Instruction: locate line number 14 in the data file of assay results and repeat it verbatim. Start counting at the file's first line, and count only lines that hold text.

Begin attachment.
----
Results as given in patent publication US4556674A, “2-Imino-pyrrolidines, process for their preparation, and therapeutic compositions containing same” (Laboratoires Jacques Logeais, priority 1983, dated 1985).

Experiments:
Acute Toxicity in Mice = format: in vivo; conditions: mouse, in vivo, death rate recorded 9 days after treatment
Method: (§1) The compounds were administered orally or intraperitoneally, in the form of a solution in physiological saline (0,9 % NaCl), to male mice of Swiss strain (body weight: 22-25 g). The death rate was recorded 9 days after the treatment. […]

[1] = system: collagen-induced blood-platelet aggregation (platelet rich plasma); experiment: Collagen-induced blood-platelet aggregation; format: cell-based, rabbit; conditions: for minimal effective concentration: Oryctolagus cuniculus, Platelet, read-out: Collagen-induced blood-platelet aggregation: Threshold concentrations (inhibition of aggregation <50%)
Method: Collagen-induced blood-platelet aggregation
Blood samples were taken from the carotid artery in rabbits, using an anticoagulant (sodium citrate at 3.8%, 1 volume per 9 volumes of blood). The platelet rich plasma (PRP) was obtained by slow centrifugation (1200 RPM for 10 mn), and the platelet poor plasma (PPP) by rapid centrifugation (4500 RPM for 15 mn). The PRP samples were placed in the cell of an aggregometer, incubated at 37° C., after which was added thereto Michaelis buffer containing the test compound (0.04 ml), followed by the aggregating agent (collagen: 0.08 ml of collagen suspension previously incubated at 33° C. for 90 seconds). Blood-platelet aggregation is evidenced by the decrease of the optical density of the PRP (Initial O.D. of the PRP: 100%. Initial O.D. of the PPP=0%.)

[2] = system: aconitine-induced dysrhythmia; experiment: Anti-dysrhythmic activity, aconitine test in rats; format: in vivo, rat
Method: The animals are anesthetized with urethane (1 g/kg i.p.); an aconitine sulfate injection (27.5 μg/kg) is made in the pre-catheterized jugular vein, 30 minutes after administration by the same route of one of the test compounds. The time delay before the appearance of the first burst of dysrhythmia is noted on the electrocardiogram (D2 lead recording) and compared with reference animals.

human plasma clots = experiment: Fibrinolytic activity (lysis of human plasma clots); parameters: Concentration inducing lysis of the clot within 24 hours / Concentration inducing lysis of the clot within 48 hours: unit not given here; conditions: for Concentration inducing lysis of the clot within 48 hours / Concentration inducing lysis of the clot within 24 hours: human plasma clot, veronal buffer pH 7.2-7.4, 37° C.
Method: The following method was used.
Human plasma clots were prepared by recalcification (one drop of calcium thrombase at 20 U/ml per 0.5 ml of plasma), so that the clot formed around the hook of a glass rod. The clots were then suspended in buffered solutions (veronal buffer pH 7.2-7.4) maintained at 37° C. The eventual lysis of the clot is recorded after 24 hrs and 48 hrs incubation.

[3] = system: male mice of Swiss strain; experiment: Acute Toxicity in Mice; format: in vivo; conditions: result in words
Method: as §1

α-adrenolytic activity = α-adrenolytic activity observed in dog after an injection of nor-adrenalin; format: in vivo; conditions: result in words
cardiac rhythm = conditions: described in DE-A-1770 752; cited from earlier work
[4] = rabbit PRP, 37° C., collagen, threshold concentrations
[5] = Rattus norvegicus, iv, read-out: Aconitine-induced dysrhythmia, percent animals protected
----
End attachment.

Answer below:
Method: as §1